Thanks to Bewitching Book Tours, this week I got to delve right into some top-notch high fantasy. This was the genre of my childhood and Kinglet is complete will all the necessary accompaniments. There is an established folklore, a divided kingdom inhabited with mythical creatures, and classes of magic good and bad.
The author effortlessly handles a cast of upward of a dozen characters. It is the sort of controlled mayhem that keeps you invested in their lives and hooks you along while they fight, quest, and fail. Kristan, in particular, is a beautifully written character. He has a complex relationship with his father which, though short in words, has implications stretching until the end of the book. He is the funniest mix of plucky, confuddled, and clever that will make you root for him from the first chapter. His vulnerability will make you love him and his peculiar talent for sword fighting will simply impress you. A solid protagonist if there ever was one.
Fair warning, Migliaccio’s bad characters are just as bad as her good characters are great. That means a good bit of violence. We all love a good morally ambivalent villain, but sometimes there are bad guys that are just meant to be hated. Think Moriarty or, in this book, Daazna. This guy and his one-eyed cronies will gnaw at you like a headache all day until you find out what happens to them.
Kinglet follows the destiny of Kristan Gemeta, an outcast prince whose dead father leaves him the legacy of the Gemeta stone. Said to protect the ruler of Hogia from magic, it is lost to him as a dark wizard ravages his kingdom.
Two years later, while the Kinglet survives off his wits in the harsh Exilwald forests, Heather is drawn into a prophecy that requires her and her family to trek across the wild and return the stone.
The two parties meet, dancing around each other yet always one step apart. They cross centaurs and fight back against the knights of
Daazna. They travel through strange woods and use strange magic.
This is the epitome of medieval fantasy, and I recommend it to anyone who enjoyed Lord of the Rings or A Court of Thorns and Roses.
Overall, this book deserves a solid 3.5 stars out of five. Read it like I did with a cup of tea and a sandwich and it would make a perfect fall afternoon.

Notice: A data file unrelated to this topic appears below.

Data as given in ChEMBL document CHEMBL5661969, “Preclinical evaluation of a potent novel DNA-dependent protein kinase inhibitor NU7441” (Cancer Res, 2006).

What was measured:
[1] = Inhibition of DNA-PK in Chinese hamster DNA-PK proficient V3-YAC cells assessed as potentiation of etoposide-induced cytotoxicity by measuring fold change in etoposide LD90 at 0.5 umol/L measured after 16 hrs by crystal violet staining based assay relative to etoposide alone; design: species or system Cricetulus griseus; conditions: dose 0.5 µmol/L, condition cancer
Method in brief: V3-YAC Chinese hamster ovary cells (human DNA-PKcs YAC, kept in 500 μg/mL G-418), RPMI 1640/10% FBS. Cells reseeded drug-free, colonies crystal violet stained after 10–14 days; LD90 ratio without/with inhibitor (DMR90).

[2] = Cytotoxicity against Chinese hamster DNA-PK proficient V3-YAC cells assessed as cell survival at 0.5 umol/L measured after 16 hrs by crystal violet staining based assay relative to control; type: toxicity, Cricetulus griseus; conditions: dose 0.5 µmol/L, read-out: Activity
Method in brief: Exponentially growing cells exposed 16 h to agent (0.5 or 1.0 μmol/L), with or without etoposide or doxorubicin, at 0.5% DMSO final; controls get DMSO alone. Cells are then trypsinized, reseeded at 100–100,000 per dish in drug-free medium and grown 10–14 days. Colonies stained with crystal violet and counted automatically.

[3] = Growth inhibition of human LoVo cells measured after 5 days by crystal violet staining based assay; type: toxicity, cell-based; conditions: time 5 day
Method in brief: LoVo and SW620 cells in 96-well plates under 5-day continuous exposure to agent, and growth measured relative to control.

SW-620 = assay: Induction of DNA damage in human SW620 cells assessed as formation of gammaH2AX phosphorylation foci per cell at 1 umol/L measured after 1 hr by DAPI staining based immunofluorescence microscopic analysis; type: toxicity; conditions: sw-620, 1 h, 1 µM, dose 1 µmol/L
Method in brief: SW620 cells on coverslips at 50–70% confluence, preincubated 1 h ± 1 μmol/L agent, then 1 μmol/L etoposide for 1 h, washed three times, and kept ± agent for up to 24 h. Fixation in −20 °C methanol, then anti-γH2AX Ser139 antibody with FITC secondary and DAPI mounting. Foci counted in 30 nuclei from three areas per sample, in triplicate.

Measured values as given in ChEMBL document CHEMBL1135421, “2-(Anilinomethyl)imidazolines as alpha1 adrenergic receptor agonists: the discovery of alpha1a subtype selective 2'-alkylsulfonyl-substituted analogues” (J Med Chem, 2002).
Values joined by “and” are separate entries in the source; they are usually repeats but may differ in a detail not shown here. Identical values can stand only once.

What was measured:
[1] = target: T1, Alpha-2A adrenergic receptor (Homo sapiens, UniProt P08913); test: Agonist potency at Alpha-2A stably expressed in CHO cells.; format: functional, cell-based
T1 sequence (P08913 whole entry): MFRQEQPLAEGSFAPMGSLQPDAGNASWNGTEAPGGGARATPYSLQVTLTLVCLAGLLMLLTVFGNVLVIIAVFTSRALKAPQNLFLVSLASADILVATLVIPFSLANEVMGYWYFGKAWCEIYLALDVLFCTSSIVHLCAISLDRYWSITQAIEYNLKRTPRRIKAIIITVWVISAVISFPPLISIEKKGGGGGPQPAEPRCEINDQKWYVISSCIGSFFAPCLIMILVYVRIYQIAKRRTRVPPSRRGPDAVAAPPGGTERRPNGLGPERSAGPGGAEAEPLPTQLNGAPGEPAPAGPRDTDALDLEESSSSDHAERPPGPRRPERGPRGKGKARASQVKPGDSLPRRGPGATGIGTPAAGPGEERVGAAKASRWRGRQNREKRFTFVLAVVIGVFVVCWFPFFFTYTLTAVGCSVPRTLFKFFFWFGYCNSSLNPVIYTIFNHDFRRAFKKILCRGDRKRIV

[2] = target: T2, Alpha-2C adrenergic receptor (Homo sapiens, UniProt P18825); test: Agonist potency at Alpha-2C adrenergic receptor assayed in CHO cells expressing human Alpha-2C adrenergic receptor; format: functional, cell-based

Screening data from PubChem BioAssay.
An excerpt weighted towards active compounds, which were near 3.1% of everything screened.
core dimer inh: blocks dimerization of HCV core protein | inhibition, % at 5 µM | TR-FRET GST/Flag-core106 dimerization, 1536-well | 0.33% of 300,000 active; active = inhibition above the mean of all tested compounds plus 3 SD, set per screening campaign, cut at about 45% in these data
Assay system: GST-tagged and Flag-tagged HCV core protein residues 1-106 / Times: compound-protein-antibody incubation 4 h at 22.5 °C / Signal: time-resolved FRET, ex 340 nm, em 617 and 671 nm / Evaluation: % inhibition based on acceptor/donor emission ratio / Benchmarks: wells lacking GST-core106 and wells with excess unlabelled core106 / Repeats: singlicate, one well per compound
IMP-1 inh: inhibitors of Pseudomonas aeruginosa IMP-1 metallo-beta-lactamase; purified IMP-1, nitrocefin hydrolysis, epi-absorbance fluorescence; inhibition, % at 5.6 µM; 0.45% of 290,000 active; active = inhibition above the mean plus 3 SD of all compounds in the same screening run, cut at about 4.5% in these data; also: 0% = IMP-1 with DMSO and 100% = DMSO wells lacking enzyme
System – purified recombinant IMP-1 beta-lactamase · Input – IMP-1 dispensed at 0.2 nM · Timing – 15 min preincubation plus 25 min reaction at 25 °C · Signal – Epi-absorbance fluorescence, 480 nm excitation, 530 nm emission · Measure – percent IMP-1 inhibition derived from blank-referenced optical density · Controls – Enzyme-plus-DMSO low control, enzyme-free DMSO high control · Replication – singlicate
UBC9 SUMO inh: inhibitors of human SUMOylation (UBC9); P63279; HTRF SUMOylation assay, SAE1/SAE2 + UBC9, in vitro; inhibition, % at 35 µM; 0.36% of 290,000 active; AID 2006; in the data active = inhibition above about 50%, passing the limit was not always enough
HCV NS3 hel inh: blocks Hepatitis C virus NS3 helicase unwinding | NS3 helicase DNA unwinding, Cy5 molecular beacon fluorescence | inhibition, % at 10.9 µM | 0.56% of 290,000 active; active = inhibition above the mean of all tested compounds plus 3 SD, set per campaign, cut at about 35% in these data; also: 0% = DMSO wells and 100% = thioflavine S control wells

Happy reading and happy beginning of autumn,
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Synopsis: Kristan Gemeta has lost everything: his crown, his kingdom, his courage – even his name.
In the vast wilderness of the Exilwald, he’s known to the other outcasts as Kinglet. As long as Kristan stays hidden, he can elude the bounty hunters, brutal soldiers and terrifying spells of Daazna, the Wichelord who killed his father and destroyed his life.
But when a new band of pursuers comes looking for him, Kristan’s wariness gives way to intrigue. For bounty hunters they’re oddly inept, and a young woman in their company is leaving enigmatic drawings wherever they go. As they plunge deeper into the Exilwald, Kristan follows. He discovers the drawings symbolize the Gemeta Stone, an ancient family talisman seized by Daazna but now in the little band’s possession.
With the Stone’s protection, Kristan might stand a chance against Daazna. He could regain his birthright and his honor. But to obtain the Stone, he must reveal his true identity and risk the one thing he has left…his life.
About the Author:
Donna Migliaccio is a professional stage actress with credits that include Broadway, National Tours and prominent regional theatres. She is based in the Washington, DC Metro area, where she co-founded Tony award-winning Signature Theatre and is in demand as an entertainer, teacher and public speaker. Her award-winning short story, “Yaa and The Coffins,” was featured in Thinkerbeat’s 2015 anthology The Art of Losing.